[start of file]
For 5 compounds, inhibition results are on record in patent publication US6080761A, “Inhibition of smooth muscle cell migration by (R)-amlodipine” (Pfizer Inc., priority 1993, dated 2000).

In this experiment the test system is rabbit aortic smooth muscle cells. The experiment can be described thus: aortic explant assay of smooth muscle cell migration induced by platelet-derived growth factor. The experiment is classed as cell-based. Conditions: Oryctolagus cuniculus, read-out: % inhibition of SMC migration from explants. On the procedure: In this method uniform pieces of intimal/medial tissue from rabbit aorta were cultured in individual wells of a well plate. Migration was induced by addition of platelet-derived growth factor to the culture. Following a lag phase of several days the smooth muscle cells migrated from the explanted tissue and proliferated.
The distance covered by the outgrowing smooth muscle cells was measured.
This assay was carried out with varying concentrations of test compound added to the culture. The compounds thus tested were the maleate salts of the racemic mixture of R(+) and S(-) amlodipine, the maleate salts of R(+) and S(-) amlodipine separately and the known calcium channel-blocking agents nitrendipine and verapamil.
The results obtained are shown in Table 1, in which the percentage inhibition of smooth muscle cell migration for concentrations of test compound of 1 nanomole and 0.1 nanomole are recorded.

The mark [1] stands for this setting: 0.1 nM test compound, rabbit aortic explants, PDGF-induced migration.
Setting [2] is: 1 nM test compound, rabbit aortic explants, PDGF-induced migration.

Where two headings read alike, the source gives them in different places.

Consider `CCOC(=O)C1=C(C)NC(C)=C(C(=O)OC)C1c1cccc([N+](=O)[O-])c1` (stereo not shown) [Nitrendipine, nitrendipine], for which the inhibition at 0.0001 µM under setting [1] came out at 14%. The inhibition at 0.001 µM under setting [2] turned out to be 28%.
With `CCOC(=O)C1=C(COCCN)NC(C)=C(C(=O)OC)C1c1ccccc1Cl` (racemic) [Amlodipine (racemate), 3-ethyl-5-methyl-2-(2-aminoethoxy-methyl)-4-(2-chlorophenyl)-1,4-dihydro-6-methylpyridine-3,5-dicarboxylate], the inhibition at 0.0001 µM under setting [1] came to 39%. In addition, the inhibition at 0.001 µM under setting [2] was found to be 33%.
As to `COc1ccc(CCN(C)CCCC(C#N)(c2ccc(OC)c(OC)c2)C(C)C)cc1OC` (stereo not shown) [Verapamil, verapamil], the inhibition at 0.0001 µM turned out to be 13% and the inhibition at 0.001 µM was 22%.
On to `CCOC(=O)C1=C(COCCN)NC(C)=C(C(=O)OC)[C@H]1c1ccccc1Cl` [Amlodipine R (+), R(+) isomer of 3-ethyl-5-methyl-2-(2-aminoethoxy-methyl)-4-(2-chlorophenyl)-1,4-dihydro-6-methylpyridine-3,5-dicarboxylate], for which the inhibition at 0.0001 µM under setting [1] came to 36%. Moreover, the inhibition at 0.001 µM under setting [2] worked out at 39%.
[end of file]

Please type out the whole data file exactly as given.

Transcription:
For 5 compounds, inhibition results are on record in patent publication US6080761A, “Inhibition of smooth muscle cell migration by (R)-amlodipine” (Pfizer Inc., priority 1993, dated 2000).

In this experiment the test system is rabbit aortic smooth muscle cells. The experiment can be described thus: aortic explant assay of smooth muscle cell migration induced by platelet-derived growth factor. The experiment is classed as cell-based. Conditions: Oryctolagus cuniculus, read-out: % inhibition of SMC migration from explants. On the procedure: In this method uniform pieces of intimal/medial tissue from rabbit aorta were cultured in individual wells of a well plate. Migration was induced by addition of platelet-derived growth factor to the culture. Following a lag phase of several days the smooth muscle cells migrated from the explanted tissue and proliferated.
The distance covered by the outgrowing smooth muscle cells was measured.
This assay was carried out with varying concentrations of test compound added to the culture. The compounds thus tested were the maleate salts of the racemic mixture of R(+) and S(-) amlodipine, the maleate salts of R(+) and S(-) amlodipine separately and the known calcium channel-blocking agents nitrendipine and verapamil.
The results obtained are shown in Table 1, in which the percentage inhibition of smooth muscle cell migration for concentrations of test compound of 1 nanomole and 0.1 nanomole are recorded.

The mark [1] stands for this setting: 0.1 nM test compound, rabbit aortic explants, PDGF-induced migration.
Setting [2] is: 1 nM test compound, rabbit aortic explants, PDGF-induced migration.

Where two headings read alike, the source gives them in different places.

Consider `CCOC(=O)C1=C(C)NC(C)=C(C(=O)OC)C1c1cccc([N+](=O)[O-])c1` (stereo not shown) [Nitrendipine, nitrendipine], for which the inhibition at 0.0001 µM under setting [1] came out at 14%. The inhibition at 0.001 µM under setting [2] turned out to be 28%.
With `CCOC(=O)C1=C(COCCN)NC(C)=C(C(=O)OC)C1c1ccccc1Cl` (racemic) [Amlodipine (racemate), 3-ethyl-5-methyl-2-(2-aminoethoxy-methyl)-4-(2-chlorophenyl)-1,4-dihydro-6-methylpyridine-3,5-dicarboxylate], the inhibition at 0.0001 µM under setting [1] came to 39%. In addition, the inhibition at 0.001 µM under setting [2] was found to be 33%.
As to `COc1ccc(CCN(C)CCCC(C#N)(c2ccc(OC)c(OC)c2)C(C)C)cc1OC` (stereo not shown) [Verapamil, verapamil], the inhibition at 0.0001 µM turned out to be 13% and the inhibition at 0.001 µM was 22%.
On to `CCOC(=O)C1=C(COCCN)NC(C)=C(C(=O)OC)[C@H]1c1ccccc1Cl` [Amlodipine R (+), R(+) isomer of 3-ethyl-5-methyl-2-(2-aminoethoxy-methyl)-4-(2-chlorophenyl)-1,4-dihydro-6-methylpyridine-3,5-dicarboxylate], for which the inhibition at 0.0001 µM under setting [1] came to 36%. Moreover, the inhibition at 0.001 µM under setting [2] worked out at 39%.